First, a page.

Mandatory IFRS Adoption, Accounting Information, and Executive Compensation

The following post comes to us from Neslihan Ozkan of the School of Economics, Finance, and Management at the University of Bristol, Zvi Singer of Desautels Faculty of Management at McGill University, and Haifeng You of the Department of Accounting at Hong Kong University of Science and Technology.

In the paper, Mandatory IFRS Adoption and the Contractual Usefulness of Accounting Information in Executive Compensation, forthcoming in the Journal of Accounting Research, we investigate the contracting implications of the transition to IFRS. Specifically, we examine how the mandatory adoption of IFRS affects the contractual usefulness of accounting information in executive compensation, as reflected in pay-for-performance sensitivity (PPS) and relative performance evaluation (RPE). These tests allow us to infer whether compensation committees of European companies view IFRS as leading to increased earnings quality and comparability.

The mandatory adoption of International Financial Reporting Standards (IFRS) on January 1, 2005, by the European Union (EU) and several other countries (e.g., Australia; South Africa) marks major progress toward a single set of high-quality, globally accepted accounting standards (Daske et al., [2008]). IFRS is primarily aimed at enhancing earnings quality and achieving a high degree of comparability of financial statements (Regulation (EC) No. 1606/2002 of the European Parliament and of the Council). The extant research, however, has provided mixed evidence on whether mandatory IFRS adoption has achieved these goals (e.g., Barth et al., [2008], Ahmed et al. [2010], DeFond et al. [2011], Lang et al. [2010]).

We examine changes in the use of accounting information in executive compensation contracts in publicly listed companies from 15 countries in Continental Europe that mandatorily adopted IFRS in 2005. We posit that if the compensation committees of these companies perceive accounting earnings under IFRS as being of higher quality than the previously adopted local accounting standards, they will then place more weight on earnings in executive compensation contracts. We also posit that if compensation committees view accounting earnings as becoming more cross-country comparable, they will increase the use of foreign peers in accounting-based RPE when setting executive compensation.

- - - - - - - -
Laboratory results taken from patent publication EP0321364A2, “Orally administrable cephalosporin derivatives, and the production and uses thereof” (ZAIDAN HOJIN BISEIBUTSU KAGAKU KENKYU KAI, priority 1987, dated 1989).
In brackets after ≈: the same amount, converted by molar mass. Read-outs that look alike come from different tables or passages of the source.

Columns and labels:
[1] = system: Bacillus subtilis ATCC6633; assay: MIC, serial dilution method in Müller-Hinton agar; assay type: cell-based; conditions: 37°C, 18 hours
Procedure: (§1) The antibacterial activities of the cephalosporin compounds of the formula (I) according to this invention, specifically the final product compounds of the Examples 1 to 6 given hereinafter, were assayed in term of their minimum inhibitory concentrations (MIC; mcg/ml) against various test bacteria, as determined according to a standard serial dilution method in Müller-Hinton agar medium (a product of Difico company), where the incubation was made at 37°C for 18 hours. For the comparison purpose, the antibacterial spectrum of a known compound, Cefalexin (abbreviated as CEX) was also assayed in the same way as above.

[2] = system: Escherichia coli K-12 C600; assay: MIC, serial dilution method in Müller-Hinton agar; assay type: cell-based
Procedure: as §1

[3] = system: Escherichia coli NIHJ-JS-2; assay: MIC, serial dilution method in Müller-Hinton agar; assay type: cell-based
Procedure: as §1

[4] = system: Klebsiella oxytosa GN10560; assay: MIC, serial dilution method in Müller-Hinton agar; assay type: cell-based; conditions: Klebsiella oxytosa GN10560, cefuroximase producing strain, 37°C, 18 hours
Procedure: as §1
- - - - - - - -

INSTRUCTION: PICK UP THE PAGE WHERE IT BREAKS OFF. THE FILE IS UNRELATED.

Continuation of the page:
We find evidence of increased use of earnings for PPS in the post-adoption period, which is primarily driven by countries with large differences between IFRS and the local accounting standards in place prior to the transition. We also find strong evidence of increased use of foreign peers in accounting-based RPE in the post-adoption period. Further analyses show larger increases in the use of RPE for firms with more foreign operations, and for those with fewer comparable domestic peers. We also show that the change in accounting-based RPE is not driven by the deepening economic integration in continental Europe, or by a global trend of compensation contract efficiency.

The overall results are consistent with mandatory IFRS adoption, leading to some improvement in the quality and a significant increase in the cross-country comparability of accounting earnings. Our paper highlights a major benefit of IFRS adoption; that is, the higher earnings quality and greater earnings comparability brought by the mandatory adoption of IFRS may facilitate executive compensation contracting.

The full paper is available for download here.

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